The Defense Department did not try to discredit the Vietnamese document, perhaps because it attracted so little attention in the press. It said only that it could not vouch for the document's authenticity or accuracy, and that it had come "from the files of the GRU-Soviet military intelligence." On the other hand, the Quang report that Morris had found in Moscow attracted a good deal of attention, and the Defense Department reacted accordingly. When extracts from the document were published in the press, the Pentagon attempted to have the full document classified. Eventually it said that "while portions of the document are plausible, evidence in support of its claims to be an accurate summary of the POW situation in 1972 are far outweighed by errors, omissions and propaganda that detract from its credibility."
In fact, the errors were not errors; they were really the weakest of quibbles-that the 1,205 prisoners, for example, included both American POWs and South Vietnamese commandos. (Morris replied that Vietnamese Communist documents always drew a distinction between American and South Vietnamese troops.)
In Hanoi, meanwhile, Gen. John Vessey, the presidential emissary to Vietnam on POW-MIA affairs, said he had spoken to General Quang and that Quang denied he had made the report. "I have no reason to disbelieve him," Vessey said, although he had no reason to believe him, either, and indeed one excellent reason to think Quang was lying. Quang could hardly admit that North Vietnam had held more prisoners than it had ever acknowledged. The only way Hanoi could account for them now would be to confess that it had lied in the past.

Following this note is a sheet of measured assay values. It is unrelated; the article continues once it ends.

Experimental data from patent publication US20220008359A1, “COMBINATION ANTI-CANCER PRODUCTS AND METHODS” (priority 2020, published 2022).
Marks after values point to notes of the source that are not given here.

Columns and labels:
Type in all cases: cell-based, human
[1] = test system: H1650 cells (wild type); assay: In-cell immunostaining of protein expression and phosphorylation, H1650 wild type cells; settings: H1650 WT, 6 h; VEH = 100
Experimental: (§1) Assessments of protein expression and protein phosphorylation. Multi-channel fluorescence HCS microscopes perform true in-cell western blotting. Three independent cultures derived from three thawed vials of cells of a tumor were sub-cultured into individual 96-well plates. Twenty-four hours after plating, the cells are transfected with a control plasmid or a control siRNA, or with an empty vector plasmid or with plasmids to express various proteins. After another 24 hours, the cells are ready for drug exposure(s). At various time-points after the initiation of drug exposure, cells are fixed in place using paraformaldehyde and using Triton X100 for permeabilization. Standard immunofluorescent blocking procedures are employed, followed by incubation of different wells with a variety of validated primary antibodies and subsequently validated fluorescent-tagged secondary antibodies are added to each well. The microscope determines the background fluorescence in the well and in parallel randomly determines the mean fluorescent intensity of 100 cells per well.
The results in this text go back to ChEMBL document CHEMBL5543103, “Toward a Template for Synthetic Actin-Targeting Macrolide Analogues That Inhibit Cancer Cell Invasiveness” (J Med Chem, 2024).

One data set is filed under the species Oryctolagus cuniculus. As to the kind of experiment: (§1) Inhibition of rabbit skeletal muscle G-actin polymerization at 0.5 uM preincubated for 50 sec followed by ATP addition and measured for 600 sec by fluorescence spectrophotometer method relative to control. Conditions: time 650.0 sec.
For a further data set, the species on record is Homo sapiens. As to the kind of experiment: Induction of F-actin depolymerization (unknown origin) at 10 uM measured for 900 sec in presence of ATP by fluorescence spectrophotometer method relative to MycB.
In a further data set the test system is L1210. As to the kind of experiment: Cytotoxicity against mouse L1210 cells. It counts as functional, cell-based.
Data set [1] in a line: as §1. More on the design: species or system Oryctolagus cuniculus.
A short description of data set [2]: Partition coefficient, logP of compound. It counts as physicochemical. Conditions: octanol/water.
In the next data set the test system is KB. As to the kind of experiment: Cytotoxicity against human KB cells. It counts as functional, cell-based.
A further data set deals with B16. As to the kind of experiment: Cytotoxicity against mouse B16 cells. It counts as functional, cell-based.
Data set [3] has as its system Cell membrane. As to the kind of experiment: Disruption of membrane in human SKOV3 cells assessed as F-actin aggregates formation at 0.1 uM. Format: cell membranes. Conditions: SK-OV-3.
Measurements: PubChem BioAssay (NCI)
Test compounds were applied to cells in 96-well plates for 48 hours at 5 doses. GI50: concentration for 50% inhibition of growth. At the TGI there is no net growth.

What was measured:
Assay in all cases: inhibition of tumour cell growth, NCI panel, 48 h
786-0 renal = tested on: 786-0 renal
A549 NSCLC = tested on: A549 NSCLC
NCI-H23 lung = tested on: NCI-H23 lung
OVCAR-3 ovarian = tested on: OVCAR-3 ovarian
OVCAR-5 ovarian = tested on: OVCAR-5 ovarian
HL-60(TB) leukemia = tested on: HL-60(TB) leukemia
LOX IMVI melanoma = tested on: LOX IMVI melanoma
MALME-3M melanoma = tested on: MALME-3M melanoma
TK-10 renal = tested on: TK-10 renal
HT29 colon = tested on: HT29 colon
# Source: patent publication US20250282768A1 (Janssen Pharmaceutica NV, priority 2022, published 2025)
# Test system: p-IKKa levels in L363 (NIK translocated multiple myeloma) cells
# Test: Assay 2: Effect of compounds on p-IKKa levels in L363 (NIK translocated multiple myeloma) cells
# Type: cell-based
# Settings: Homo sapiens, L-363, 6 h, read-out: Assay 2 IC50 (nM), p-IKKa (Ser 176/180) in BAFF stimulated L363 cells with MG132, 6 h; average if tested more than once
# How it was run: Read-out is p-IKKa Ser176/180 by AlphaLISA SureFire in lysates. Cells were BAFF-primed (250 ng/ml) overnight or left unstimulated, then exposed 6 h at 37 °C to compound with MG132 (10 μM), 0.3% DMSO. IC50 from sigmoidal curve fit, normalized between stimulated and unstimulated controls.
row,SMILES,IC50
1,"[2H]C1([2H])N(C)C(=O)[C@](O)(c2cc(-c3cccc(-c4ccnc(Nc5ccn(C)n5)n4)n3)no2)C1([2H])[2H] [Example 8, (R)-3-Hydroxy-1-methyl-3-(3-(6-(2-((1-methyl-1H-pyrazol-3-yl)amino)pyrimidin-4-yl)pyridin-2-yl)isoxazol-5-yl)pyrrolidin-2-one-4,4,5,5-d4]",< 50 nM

that North Vietnam had held more
prisoners than it had ever acknowledged.
The only way Hanoi could account for
them now would be to confess
that it had lied in the past.
Vessey also attempted to discredit the document itself. It said that in 1970, after American forces had raided the prison camp at Son Tay, only twenty-three miles from Hanoi, North Vietnam had dispersed POWs among other camps. Vessey said this could not be correct. After Son Tay, he insisted, POWs were not dispersed among other camps, but instead were concentrated in fewer camps. He also said that North Vietnam could not have held 1,205 prisoners because that would have required it to have a separate prison system; and neither U.S. intelligence nor the POWs who returned from Vietnam, he said, were aware of such a system.
Vessey was making a strange argument. If Hanoi kept a separate prison system for the POWs who were not returned, the POWs who did return would hardly be aware of it. Both sets of POWs would have been held in separate places. It must also be noted now that Admiral James Stockdale, testifying before respectful senators at the POW/MIA hearings in 1992, also dismissed the idea of a separate prison system. Stockdale, who survived seven years as a prisoner, thought that after the Son Tay raid, all POWs were brought into the camps in Hanoi. He also described the "tap code" that POWs used to pass messages from cell to cell; through the tap code and other means, he said, the POWs were able to keep track of one another, thus assuring that none would be lost, murdered, or spirited away without their comrades' knowledge. Stockdale, who suffered severe torture and eventually inflicted a near fatal wound on himself to convince his captors that he would never accede to their propaganda demands, was sure no POW was left behind after Operation Homecoming; he was also sure there was no separate prison system.